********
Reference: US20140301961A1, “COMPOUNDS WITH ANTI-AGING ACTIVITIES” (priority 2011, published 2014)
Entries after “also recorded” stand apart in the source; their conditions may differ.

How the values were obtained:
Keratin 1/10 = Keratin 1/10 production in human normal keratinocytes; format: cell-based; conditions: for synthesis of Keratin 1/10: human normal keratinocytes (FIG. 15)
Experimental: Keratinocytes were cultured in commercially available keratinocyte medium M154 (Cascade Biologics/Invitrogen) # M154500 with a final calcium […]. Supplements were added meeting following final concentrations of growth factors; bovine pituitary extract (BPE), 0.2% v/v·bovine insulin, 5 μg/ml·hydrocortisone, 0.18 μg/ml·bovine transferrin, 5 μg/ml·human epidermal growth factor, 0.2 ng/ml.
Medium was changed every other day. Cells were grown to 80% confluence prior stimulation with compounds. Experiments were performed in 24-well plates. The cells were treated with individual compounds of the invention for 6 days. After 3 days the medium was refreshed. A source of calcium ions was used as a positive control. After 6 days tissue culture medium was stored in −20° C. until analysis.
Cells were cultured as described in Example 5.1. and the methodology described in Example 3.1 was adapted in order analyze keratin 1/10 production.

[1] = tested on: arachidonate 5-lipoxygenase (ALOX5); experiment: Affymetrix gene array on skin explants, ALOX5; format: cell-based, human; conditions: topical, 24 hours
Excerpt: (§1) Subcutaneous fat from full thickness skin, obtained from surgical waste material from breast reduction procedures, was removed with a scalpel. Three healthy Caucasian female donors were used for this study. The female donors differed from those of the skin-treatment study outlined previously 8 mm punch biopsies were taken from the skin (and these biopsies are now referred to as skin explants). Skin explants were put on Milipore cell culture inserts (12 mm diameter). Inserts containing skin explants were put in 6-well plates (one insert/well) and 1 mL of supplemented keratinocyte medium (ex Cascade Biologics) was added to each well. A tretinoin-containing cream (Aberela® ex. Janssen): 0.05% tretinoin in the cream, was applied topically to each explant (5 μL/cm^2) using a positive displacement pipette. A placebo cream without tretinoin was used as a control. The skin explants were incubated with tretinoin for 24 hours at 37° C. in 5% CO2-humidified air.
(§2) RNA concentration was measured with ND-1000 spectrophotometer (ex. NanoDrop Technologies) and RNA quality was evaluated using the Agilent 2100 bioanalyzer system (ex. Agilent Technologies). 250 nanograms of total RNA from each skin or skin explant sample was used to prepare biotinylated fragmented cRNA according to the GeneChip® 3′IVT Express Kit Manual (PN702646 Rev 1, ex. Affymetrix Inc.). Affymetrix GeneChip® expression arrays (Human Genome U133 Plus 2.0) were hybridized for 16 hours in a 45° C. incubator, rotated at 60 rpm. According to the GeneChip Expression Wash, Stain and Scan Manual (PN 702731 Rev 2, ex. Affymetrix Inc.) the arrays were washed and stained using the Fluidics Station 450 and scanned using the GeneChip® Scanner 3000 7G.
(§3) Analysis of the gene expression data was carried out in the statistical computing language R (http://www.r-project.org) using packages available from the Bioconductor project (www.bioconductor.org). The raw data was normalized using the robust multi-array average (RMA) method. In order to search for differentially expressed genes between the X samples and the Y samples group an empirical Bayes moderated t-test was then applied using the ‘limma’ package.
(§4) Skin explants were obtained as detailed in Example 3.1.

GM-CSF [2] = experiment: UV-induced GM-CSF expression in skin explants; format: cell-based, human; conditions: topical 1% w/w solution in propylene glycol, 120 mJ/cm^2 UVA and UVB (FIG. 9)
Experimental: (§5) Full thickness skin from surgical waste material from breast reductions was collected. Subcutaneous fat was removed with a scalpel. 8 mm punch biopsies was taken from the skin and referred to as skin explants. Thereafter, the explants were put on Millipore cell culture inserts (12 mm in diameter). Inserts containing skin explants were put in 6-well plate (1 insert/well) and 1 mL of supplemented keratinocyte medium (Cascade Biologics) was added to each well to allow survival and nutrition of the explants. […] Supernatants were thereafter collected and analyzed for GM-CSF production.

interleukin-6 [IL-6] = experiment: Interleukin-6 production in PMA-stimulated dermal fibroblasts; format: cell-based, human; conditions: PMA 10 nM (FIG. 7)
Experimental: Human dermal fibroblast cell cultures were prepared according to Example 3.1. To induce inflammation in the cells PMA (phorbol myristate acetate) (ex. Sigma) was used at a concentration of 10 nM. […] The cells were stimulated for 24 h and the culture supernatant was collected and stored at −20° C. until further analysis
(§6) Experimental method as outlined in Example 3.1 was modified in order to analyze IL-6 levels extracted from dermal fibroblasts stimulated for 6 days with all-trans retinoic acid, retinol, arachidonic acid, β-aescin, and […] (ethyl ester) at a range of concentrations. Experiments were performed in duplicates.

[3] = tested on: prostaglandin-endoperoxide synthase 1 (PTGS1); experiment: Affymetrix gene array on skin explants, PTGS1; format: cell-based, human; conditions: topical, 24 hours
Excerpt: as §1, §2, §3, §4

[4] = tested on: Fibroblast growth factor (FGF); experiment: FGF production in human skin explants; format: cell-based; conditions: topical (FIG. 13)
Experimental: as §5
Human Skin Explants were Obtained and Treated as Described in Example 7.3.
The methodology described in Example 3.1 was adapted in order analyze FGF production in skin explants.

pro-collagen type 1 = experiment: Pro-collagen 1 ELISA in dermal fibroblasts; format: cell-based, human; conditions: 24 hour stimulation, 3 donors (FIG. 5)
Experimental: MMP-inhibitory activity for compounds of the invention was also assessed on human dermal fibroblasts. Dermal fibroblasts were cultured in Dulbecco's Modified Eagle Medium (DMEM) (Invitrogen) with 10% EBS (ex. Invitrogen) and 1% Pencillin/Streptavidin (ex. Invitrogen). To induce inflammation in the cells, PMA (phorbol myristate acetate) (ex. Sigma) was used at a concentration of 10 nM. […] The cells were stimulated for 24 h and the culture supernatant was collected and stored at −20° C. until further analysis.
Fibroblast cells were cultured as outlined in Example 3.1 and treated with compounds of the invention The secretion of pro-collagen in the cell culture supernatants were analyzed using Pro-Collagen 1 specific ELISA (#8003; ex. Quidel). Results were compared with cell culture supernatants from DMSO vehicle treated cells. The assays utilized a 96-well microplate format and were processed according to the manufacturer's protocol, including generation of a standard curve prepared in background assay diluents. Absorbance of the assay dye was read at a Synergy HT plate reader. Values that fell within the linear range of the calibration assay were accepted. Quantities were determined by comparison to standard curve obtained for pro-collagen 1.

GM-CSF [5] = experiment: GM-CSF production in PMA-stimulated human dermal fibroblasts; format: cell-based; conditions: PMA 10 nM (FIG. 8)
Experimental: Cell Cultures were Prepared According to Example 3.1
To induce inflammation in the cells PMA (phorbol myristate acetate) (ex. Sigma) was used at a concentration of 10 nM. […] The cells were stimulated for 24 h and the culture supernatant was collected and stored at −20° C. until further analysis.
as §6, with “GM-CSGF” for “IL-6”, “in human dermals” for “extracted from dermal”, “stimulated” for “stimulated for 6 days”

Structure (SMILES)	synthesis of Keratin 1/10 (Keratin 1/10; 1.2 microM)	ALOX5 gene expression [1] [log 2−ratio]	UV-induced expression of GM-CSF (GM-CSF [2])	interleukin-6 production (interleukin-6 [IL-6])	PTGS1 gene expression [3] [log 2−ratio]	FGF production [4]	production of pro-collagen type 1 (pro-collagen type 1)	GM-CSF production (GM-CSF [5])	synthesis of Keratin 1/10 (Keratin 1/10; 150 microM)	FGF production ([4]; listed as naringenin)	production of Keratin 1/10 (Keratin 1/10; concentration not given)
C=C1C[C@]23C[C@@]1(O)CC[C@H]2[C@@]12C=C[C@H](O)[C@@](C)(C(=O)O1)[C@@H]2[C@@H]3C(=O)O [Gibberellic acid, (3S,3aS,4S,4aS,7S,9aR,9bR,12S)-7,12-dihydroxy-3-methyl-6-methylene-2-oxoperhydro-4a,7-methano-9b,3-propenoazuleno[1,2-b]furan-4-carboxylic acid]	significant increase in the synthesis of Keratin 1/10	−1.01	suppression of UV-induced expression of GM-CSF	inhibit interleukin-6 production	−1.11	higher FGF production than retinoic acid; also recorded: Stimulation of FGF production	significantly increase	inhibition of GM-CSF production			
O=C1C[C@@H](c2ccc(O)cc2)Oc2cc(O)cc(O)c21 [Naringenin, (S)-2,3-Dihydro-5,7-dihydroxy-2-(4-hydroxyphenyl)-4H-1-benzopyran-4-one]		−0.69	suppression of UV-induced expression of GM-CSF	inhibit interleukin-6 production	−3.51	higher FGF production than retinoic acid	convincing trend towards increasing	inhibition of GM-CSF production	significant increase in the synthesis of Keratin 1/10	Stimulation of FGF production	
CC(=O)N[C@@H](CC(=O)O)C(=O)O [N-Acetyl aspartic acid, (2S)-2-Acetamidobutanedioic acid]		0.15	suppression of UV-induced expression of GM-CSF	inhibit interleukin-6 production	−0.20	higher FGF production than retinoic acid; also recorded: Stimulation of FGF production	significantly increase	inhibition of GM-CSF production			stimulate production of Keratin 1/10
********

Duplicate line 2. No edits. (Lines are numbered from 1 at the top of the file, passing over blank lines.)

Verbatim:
Entries after “also recorded” stand apart in the source; their conditions may differ.